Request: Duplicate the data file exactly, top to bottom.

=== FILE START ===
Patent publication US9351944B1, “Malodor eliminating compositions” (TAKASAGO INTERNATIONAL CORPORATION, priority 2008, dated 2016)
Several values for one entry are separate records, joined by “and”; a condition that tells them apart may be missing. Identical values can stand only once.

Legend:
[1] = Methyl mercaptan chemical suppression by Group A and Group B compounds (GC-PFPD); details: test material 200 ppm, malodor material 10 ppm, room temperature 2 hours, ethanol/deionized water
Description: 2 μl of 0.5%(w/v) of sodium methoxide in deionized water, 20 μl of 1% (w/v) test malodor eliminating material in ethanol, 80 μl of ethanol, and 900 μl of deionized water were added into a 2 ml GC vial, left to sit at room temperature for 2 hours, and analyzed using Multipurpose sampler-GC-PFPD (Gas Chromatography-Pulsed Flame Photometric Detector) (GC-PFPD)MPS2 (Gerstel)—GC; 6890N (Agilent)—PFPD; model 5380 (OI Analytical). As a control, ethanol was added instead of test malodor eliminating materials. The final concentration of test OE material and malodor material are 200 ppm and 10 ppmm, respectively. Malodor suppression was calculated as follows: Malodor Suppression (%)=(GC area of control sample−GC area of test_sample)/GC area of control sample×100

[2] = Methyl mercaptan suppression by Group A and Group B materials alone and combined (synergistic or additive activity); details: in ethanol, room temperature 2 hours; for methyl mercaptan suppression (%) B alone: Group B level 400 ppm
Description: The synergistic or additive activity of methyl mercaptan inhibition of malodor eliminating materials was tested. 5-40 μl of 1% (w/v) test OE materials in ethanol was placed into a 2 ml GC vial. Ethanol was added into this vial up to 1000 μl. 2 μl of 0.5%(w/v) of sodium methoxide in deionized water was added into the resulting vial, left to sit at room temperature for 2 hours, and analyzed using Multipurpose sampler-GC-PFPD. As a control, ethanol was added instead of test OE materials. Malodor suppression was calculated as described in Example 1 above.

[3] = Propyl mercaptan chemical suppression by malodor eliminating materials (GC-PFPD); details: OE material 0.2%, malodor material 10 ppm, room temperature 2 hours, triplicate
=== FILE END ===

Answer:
Patent publication US9351944B1, “Malodor eliminating compositions” (TAKASAGO INTERNATIONAL CORPORATION, priority 2008, dated 2016)
Several values for one entry are separate records, joined by “and”; a condition that tells them apart may be missing. Identical values can stand only once.

Legend:
[1] = Methyl mercaptan chemical suppression by Group A and Group B compounds (GC-PFPD); details: test material 200 ppm, malodor material 10 ppm, room temperature 2 hours, ethanol/deionized water
Description: 2 μl of 0.5%(w/v) of sodium methoxide in deionized water, 20 μl of 1% (w/v) test malodor eliminating material in ethanol, 80 μl of ethanol, and 900 μl of deionized water were added into a 2 ml GC vial, left to sit at room temperature for 2 hours, and analyzed using Multipurpose sampler-GC-PFPD (Gas Chromatography-Pulsed Flame Photometric Detector) (GC-PFPD)MPS2 (Gerstel)—GC; 6890N (Agilent)—PFPD; model 5380 (OI Analytical). As a control, ethanol was added instead of test malodor eliminating materials. The final concentration of test OE material and malodor material are 200 ppm and 10 ppmm, respectively. Malodor suppression was calculated as follows: Malodor Suppression (%)=(GC area of control sample−GC area of test_sample)/GC area of control sample×100

[2] = Methyl mercaptan suppression by Group A and Group B materials alone and combined (synergistic or additive activity); details: in ethanol, room temperature 2 hours; for methyl mercaptan suppression (%) B alone: Group B level 400 ppm
Description: The synergistic or additive activity of methyl mercaptan inhibition of malodor eliminating materials was tested. 5-40 μl of 1% (w/v) test OE materials in ethanol was placed into a 2 ml GC vial. Ethanol was added into this vial up to 1000 μl. 2 μl of 0.5%(w/v) of sodium methoxide in deionized water was added into the resulting vial, left to sit at room temperature for 2 hours, and analyzed using Multipurpose sampler-GC-PFPD. As a control, ethanol was added instead of test OE materials. Malodor suppression was calculated as described in Example 1 above.

[3] = Propyl mercaptan chemical suppression by malodor eliminating materials (GC-PFPD); details: OE material 0.2%, malodor material 10 ppm, room temperature 2 hours, triplicate